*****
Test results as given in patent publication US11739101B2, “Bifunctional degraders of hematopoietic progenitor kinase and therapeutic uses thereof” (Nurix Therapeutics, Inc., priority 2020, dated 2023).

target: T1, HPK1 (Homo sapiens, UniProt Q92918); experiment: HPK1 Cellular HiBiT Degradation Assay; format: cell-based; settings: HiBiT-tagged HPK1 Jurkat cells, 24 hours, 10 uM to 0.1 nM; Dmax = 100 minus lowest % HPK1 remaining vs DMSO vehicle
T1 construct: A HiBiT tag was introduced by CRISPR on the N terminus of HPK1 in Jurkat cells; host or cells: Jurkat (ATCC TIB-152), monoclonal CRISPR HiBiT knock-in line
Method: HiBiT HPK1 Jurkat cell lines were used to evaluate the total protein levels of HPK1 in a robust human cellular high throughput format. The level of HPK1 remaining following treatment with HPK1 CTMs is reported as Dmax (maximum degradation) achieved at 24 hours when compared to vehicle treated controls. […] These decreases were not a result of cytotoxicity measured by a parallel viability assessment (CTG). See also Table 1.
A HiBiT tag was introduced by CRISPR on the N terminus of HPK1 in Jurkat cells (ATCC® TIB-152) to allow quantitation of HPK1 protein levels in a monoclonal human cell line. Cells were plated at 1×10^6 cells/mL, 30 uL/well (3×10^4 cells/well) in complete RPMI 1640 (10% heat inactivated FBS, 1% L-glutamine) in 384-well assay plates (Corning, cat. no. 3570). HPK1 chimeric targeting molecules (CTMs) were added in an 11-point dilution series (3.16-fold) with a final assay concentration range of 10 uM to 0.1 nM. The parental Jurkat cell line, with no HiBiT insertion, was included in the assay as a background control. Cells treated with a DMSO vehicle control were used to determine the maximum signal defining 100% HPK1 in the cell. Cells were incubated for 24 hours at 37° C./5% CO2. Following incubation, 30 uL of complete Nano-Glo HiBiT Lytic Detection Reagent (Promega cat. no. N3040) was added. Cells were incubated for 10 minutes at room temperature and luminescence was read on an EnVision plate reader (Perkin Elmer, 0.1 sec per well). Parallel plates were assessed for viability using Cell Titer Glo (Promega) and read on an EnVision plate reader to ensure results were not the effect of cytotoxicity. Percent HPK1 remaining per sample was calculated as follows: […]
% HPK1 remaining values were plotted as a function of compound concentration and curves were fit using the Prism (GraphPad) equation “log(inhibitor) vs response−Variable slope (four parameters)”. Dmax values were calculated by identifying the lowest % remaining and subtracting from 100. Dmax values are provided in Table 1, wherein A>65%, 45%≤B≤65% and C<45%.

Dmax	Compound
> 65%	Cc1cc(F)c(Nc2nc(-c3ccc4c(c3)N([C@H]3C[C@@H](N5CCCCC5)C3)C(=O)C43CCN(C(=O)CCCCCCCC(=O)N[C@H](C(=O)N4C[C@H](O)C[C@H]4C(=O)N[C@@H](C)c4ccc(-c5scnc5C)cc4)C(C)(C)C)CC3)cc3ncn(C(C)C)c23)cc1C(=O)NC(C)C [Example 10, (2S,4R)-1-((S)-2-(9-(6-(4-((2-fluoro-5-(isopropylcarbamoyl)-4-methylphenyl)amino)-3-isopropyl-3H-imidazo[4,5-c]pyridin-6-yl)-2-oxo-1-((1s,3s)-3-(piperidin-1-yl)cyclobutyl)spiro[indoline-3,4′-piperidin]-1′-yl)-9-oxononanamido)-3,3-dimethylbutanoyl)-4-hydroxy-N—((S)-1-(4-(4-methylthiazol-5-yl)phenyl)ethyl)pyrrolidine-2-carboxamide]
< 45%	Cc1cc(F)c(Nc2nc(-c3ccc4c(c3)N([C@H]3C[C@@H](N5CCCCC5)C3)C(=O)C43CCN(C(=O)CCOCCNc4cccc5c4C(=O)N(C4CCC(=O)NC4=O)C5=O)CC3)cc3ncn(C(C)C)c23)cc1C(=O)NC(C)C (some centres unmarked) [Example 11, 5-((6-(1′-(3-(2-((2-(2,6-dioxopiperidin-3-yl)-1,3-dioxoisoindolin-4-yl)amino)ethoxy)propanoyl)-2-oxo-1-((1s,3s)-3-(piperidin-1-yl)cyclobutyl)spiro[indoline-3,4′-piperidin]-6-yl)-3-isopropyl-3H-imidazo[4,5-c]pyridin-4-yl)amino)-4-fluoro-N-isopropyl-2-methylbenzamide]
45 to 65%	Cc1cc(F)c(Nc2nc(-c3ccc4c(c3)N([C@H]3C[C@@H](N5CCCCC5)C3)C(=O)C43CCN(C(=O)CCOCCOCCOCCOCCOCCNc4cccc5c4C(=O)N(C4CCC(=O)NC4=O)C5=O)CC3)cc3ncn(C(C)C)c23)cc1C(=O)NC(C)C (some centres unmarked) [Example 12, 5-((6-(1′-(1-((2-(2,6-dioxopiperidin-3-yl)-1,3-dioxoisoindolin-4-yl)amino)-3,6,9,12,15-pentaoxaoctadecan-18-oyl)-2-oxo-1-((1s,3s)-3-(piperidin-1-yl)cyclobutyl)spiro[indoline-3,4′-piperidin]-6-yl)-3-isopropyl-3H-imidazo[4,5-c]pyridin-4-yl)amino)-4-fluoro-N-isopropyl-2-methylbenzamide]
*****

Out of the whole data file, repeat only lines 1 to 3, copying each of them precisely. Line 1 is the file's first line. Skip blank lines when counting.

Test results as given in patent publication US11739101B2, “Bifunctional degraders of hematopoietic progenitor kinase and therapeutic uses thereof” (Nurix Therapeutics, Inc., priority 2020, dated 2023).

target: T1, HPK1 (Homo sapiens, UniProt Q92918); experiment: HPK1 Cellular HiBiT Degradation Assay; format: cell-based; settings: HiBiT-tagged HPK1 Jurkat cells, 24 hours, 10 uM to 0.1 nM; Dmax = 100 minus lowest % HPK1 remaining vs DMSO vehicle
T1 construct: A HiBiT tag was introduced by CRISPR on the N terminus of HPK1 in Jurkat cells; host or cells: Jurkat (ATCC TIB-152), monoclonal CRISPR HiBiT knock-in line